Carved out the foam on the outboard wing root with the Dremmel tool attachment to get a consistent depth. Finished by sanding the bumps for a smooth surface. Then I carved out the inboard wing root section. Dennis and I did not carve out the shell when we hot wired, but we did cut off the wedge so we had the flat surface that is 90 degrees to the trailing edge. Then sanded the foam completely out of .7″ of the edges all the way to the skin. Also carved the other parts of the foam as described in the plans, making sure to leave the .7″ above the hard point. In talking to Dennis, it sounds like I got my rudder cable too high, and will need to do some minor surgery. The rudder cable was coming out of the wing edge, which will not work when it comes to attaching the cowl, as it will be in the way. Since I have not glassed the wing ribs yet, surgery will be easier. Only problem is that the micro is pretty thick from gluing in the rudder cable conduit, so I will have to be very careful, as this minor surgery could have some major complications. As it turns out, it was a non-issue, as the micro was easy to trim off.
Glassed the two 3″ pieces of UND that form an “X” around the bolt hole depressions. Then glassed the 3 layers of BID on the inside of the outboard wing root, leaving the third layer extra long to cover the hard points.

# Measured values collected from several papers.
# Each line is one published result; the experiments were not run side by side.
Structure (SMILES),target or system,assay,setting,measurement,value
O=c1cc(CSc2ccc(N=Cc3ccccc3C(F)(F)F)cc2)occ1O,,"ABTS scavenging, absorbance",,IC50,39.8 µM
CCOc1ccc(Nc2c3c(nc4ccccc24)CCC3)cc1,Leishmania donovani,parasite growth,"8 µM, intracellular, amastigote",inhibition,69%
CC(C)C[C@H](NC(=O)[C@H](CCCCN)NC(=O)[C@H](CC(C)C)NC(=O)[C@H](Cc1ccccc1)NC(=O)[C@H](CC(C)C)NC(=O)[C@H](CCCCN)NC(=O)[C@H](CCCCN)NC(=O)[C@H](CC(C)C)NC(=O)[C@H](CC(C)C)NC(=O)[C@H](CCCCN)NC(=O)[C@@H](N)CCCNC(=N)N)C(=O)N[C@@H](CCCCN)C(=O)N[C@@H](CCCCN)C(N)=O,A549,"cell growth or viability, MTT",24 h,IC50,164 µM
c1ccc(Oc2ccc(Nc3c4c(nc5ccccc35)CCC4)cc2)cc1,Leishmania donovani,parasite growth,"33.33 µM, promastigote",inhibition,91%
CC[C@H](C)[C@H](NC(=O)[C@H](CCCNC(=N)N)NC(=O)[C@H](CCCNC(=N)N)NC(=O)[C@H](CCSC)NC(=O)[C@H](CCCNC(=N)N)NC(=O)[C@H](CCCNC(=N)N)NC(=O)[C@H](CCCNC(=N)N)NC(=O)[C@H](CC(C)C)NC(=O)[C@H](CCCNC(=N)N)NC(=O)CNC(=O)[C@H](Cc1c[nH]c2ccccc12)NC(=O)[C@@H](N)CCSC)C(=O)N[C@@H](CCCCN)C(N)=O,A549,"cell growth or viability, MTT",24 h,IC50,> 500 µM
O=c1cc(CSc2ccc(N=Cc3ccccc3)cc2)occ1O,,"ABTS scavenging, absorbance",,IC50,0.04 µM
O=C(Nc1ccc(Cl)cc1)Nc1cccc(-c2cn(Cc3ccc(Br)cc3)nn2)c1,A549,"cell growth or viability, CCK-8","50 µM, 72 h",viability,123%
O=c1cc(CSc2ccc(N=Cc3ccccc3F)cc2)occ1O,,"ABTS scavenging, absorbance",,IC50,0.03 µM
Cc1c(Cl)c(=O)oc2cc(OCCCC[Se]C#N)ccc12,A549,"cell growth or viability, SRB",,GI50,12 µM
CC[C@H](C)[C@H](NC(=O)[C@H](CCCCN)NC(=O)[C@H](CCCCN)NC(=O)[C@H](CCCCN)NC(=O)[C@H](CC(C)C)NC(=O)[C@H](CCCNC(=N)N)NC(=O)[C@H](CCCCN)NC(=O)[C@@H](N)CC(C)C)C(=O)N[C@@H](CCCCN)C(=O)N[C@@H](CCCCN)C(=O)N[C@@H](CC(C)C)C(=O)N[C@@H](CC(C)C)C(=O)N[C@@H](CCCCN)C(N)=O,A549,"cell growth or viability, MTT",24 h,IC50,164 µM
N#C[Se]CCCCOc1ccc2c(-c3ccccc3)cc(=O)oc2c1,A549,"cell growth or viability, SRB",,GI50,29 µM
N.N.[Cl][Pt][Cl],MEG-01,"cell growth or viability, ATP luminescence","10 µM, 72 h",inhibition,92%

Spread micro on the foam, made my transitions in the corners, filled my trough where I dug the rudder cable out, and glassed the inside. Dennis gave me the hint of cutting triangular pieces to cover the inside face and upper and lower surfaces only, then add the forward facing piece separately, and connect with BID tapes. Now for the oaf story… Since I believed this was done this way only because of all the angles and such, I decided to save the section where the rudder cable is coming out for last. Poor judgement on my part, as I wrestled with that first layer forever while the forward facing cloth kept falling on me. (Remember, the leading edge of the wing is pointing at the ceiling in the jigs) Then I decided to lay up layers #2 and 3 on tin foil to transfer to the inside. Good to use the foil, bad to lay them both at the same time. I have had this happen before, and this confirms my thoughts. In order to not get air bubbles, those layers need to be able to move around to form around all the joggles and divots. Not a problem if you put them on one at a time, but wetting two plies and having the epoxy curing while you are working with it, certainly isn’t doing you any favors. Trust me, the time you think you are going to save by laying up multiple layers for these complicated surface features, you will spend again 10 fold fighting bubbles. It is tight in the wing root, though it did help to cut the handle off the paint brush for stippling. After all ply’s were now laid in place, finished with peel ply, and I will check frequently to make sure the air bubbles don’t come back. Added the 3 plies over the hard point LWA6 and clamped LWA7 in place. In hind sight, I just realized I only have 2 layers of the forward facing section of the wing root. I have to add BID over LWA7 after cure anyway, so I will add the extra layer then.